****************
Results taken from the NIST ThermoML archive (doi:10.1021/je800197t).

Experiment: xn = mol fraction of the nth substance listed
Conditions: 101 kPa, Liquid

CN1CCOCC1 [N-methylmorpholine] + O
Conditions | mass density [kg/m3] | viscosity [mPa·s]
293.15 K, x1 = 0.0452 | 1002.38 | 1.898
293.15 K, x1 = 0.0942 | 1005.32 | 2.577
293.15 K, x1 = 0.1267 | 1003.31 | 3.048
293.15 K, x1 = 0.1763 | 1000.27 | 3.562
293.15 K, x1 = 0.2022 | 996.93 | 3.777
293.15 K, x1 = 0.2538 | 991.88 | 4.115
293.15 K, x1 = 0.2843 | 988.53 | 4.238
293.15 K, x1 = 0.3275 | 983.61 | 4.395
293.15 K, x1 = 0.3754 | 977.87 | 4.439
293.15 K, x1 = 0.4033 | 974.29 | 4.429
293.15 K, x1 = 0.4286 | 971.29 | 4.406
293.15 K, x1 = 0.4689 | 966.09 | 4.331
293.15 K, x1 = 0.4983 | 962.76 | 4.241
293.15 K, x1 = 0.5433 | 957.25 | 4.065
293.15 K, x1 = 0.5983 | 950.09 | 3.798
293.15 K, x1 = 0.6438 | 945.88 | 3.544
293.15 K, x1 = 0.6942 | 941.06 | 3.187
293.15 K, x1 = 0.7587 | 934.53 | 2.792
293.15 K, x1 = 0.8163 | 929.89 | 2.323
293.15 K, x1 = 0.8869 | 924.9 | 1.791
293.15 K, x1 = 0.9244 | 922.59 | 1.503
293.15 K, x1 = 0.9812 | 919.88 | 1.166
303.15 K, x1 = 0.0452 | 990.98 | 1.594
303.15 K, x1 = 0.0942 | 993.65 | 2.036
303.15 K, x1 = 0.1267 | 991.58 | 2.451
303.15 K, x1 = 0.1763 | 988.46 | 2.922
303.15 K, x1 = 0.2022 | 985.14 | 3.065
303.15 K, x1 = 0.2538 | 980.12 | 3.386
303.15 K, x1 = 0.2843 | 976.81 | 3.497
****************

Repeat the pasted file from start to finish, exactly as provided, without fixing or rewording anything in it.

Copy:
Results taken from the NIST ThermoML archive (doi:10.1021/je800197t).

Experiment: xn = mol fraction of the nth substance listed
Conditions: 101 kPa, Liquid

CN1CCOCC1 [N-methylmorpholine] + O
Conditions | mass density [kg/m3] | viscosity [mPa·s]
293.15 K, x1 = 0.0452 | 1002.38 | 1.898
293.15 K, x1 = 0.0942 | 1005.32 | 2.577
293.15 K, x1 = 0.1267 | 1003.31 | 3.048
293.15 K, x1 = 0.1763 | 1000.27 | 3.562
293.15 K, x1 = 0.2022 | 996.93 | 3.777
293.15 K, x1 = 0.2538 | 991.88 | 4.115
293.15 K, x1 = 0.2843 | 988.53 | 4.238
293.15 K, x1 = 0.3275 | 983.61 | 4.395
293.15 K, x1 = 0.3754 | 977.87 | 4.439
293.15 K, x1 = 0.4033 | 974.29 | 4.429
293.15 K, x1 = 0.4286 | 971.29 | 4.406
293.15 K, x1 = 0.4689 | 966.09 | 4.331
293.15 K, x1 = 0.4983 | 962.76 | 4.241
293.15 K, x1 = 0.5433 | 957.25 | 4.065
293.15 K, x1 = 0.5983 | 950.09 | 3.798
293.15 K, x1 = 0.6438 | 945.88 | 3.544
293.15 K, x1 = 0.6942 | 941.06 | 3.187
293.15 K, x1 = 0.7587 | 934.53 | 2.792
293.15 K, x1 = 0.8163 | 929.89 | 2.323
293.15 K, x1 = 0.8869 | 924.9 | 1.791
293.15 K, x1 = 0.9244 | 922.59 | 1.503
293.15 K, x1 = 0.9812 | 919.88 | 1.166
303.15 K, x1 = 0.0452 | 990.98 | 1.594
303.15 K, x1 = 0.0942 | 993.65 | 2.036
303.15 K, x1 = 0.1267 | 991.58 | 2.451
303.15 K, x1 = 0.1763 | 988.46 | 2.922
303.15 K, x1 = 0.2022 | 985.14 | 3.065
303.15 K, x1 = 0.2538 | 980.12 | 3.386
303.15 K, x1 = 0.2843 | 976.81 | 3.497